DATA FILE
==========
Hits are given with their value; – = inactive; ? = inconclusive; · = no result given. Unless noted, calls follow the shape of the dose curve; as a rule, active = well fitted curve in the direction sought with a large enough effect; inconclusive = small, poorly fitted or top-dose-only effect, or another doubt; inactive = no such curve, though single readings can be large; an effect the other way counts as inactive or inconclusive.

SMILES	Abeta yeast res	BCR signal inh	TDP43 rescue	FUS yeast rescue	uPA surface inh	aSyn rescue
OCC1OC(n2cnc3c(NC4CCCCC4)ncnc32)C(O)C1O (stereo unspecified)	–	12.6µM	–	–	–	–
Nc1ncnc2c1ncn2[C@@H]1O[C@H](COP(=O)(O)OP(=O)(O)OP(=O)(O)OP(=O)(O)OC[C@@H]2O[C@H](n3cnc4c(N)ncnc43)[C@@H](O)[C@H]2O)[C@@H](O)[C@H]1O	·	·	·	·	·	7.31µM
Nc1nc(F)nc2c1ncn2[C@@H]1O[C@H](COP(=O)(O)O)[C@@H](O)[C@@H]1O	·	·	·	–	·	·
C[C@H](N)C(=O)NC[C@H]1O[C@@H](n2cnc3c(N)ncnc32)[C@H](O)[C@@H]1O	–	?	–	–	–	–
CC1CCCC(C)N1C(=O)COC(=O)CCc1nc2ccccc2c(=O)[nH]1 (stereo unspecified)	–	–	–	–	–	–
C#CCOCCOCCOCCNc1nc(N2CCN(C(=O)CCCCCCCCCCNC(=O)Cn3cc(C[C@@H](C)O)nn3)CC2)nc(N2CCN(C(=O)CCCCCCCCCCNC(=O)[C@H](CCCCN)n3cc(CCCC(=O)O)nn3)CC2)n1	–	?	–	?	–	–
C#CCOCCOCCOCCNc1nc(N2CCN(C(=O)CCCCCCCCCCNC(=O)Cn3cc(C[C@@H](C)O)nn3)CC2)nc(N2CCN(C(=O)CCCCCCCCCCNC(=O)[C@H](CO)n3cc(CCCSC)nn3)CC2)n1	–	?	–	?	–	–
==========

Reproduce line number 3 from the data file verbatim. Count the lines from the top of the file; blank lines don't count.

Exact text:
OCC1OC(n2cnc3c(NC4CCCCC4)ncnc32)C(O)C1O (stereo unspecified)	–	12.6µM	–	–	–	–